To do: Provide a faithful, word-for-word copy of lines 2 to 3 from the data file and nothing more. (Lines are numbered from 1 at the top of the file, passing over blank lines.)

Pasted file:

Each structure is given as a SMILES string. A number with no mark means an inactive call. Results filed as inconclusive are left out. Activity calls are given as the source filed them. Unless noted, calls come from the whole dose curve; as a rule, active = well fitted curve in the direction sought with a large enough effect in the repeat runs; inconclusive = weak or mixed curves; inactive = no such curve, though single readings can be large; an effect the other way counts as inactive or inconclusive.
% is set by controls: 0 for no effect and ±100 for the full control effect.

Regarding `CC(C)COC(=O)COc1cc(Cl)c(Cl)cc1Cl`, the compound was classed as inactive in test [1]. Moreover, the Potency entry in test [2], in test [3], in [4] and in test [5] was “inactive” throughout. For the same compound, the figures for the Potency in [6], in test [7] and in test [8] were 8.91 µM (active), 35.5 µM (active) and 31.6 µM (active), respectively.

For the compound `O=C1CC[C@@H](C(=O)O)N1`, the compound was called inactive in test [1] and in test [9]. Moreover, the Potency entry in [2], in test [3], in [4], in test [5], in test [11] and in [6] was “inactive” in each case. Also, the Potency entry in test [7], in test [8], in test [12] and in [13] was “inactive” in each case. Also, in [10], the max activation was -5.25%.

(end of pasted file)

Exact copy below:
% is set by controls: 0 for no effect and ±100 for the full control effect.

Regarding `CC(C)COC(=O)COc1cc(Cl)c(Cl)cc1Cl`, the compound was classed as inactive in test [1]. Moreover, the Potency entry in test [2], in test [3], in [4] and in test [5] was “inactive” throughout. For the same compound, the figures for the Potency in [6], in test [7] and in test [8] were 8.91 µM (active), 35.5 µM (active) and 31.6 µM (active), respectively.